In preparation for this vegetable round-up, I tried out Kenji's recent method of grilling cabbage and it immediately became one of my favorites on this list. I just can't get over how great those crisp-tender cabbage leaves are once lightly charred on their edges. In the recipe I came up with, the cabbage's nutty flavor was paired with a ginger-miso sauce that seeped between the leaves, guaranteeing that eat bite was a well-dressed mixture of the crunchy cabbage with some mild ginger heat, mellow sweetness, and savory miso richness.
Carrots transform from crisp and rigid when raw to soft, sweet, and slightly charred when grilled. The only hard part is preventing them from falling through the grates into the embers below. To make sure that doesn't happen, I choose larger carrots and cut them on the bias into 3/4-inch slices. You can place them straight on the grill, but to speed things up, they can be parboiled first. Since carrots can withstand—and benefit from—the high heat of a charcoal fire, I place them close to, but not directly over, a two-zone fire. This ensures a fair amount of caramelization without much fear of burning them. I like preparing my grilled carrots with a little extra flavor, either with an earthy spice rub and/or a finishing glaze. This sweet soy glaze is especially delicious.
High heat is one of the best ways to cook cauliflower, and the grill can deliver it like nothing else. The name of the game is developing a deeply browned crust, crispy edges, and a tender interior. Cutting cauliflower into florets can make it difficult to grill though, since it can be a challenge to constantly watch over so many little pieces, not to mention how easily they can fall between the grates. Instead, I slice my cauliflower into large vertical slices with the stem intact. I then can easily grill these larger chunks over direct heat until they are nicely browned and lightly charred on the edges. At this point though, the cauliflower is usually not cooked all the way through, so I move them over to indirect heat, cover the grill, and let them continue to cook until tender throughout—about another 10-20 minutes depending on the size of your slices and heat of the fire.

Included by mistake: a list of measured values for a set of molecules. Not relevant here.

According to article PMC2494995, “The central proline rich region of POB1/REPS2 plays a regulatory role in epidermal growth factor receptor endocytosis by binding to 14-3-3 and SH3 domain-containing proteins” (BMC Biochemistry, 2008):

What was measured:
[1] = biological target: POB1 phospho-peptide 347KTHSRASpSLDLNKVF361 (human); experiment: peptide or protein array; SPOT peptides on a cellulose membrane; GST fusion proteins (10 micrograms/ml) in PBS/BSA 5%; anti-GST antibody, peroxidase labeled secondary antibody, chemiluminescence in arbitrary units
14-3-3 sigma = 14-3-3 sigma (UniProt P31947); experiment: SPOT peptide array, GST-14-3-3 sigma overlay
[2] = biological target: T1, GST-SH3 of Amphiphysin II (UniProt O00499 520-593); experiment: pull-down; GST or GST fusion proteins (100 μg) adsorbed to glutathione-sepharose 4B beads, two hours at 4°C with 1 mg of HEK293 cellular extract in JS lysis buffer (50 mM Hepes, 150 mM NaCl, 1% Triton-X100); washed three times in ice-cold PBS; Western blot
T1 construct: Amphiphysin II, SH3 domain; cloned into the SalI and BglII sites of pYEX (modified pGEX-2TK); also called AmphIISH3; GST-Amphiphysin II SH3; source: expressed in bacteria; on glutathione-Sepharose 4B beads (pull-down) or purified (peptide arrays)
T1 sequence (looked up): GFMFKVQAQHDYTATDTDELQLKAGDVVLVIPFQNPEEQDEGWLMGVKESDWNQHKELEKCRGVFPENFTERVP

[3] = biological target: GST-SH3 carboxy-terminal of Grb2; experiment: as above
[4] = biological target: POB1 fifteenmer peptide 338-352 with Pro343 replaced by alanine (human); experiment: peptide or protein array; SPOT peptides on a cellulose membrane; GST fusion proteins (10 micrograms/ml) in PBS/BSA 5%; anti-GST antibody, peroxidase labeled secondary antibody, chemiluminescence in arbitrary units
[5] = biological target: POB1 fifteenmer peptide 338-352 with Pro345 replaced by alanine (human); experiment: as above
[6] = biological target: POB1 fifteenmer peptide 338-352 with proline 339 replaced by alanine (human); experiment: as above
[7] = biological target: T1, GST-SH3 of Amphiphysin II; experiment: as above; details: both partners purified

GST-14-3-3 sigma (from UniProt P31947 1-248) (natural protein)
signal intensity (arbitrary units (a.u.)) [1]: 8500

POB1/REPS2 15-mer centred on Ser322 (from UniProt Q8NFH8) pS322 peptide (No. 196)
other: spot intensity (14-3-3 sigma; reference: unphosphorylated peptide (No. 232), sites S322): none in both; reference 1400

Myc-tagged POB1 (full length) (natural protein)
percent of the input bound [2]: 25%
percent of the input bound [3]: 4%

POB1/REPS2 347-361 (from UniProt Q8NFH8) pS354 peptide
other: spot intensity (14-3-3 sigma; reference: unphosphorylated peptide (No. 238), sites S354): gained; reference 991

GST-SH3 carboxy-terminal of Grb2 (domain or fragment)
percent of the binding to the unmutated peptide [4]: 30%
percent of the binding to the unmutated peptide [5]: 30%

For the longest time fennel was forbidden in my house—my wife really hated it and I can't say I cared much for its strong anise flavor either. Then one dark and cold winter evening, a friend of ours served us a vegetable medley that included fennel that had been slow roasted below a couple chickens for a long time in the oven. My wife and I both marveled how it had been transformed into a sweet and complex vegetable...one that we both enjoyed.
Not long after that meal, I decided to try my hand at grilling some fennel, which I did by cutting it into 1/2-inch slices and grilling it over direct heat until it was nicely charred and crisp-tender. I then assembled it into a salad with almonds, orange slices, and mint that I dressed with an orange vinaigrette.
Acorn squash is a lot like pumpkin or butternut squash in terms of cooking method: the flesh needs a long time on the grill to completely soften. But the flavor more than pays off for the investment, coming out as a complex mixture of sweetness and nuttiness. Plus, the small size of acorn squash makes it perfect for serving in halves. To prep the squash for grilling, I just split it in half, scoop out the seeds, brush on a little butter, then roast them over indirect heat until tender, about 45 to 60 minutes.
A little extra seasoning goes a long way with acorn squash, and in this recipe I added brown sugar, sage, and maple syrup to the butter to deepen the sweetness and give it a nice herbal touch. Halfway through cooking, I sprinkle on Asiago cheese, which bumps up the squash's natural nuttiness.